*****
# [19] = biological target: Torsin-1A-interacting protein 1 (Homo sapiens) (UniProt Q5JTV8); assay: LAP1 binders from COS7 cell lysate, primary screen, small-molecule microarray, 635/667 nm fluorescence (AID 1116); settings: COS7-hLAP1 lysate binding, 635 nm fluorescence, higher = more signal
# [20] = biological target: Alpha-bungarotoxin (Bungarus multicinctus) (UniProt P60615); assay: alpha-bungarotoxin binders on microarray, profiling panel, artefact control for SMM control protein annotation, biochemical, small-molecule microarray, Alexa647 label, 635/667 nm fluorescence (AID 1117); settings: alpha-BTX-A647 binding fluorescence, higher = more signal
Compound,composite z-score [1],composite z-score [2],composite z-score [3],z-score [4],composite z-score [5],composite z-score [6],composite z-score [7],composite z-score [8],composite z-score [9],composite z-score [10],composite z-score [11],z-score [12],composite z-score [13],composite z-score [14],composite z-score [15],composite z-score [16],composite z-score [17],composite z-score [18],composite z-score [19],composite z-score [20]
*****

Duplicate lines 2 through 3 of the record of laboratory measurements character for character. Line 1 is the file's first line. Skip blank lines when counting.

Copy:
# [20] = biological target: Alpha-bungarotoxin (Bungarus multicinctus) (UniProt P60615); assay: alpha-bungarotoxin binders on microarray, profiling panel, artefact control for SMM control protein annotation, biochemical, small-molecule microarray, Alexa647 label, 635/667 nm fluorescence (AID 1117); settings: alpha-BTX-A647 binding fluorescence, higher = more signal
Compound,composite z-score [1],composite z-score [2],composite z-score [3],z-score [4],composite z-score [5],composite z-score [6],composite z-score [7],composite z-score [8],composite z-score [9],composite z-score [10],composite z-score [11],z-score [12],composite z-score [13],composite z-score [14],composite z-score [15],composite z-score [16],composite z-score [17],composite z-score [18],composite z-score [19],composite z-score [20]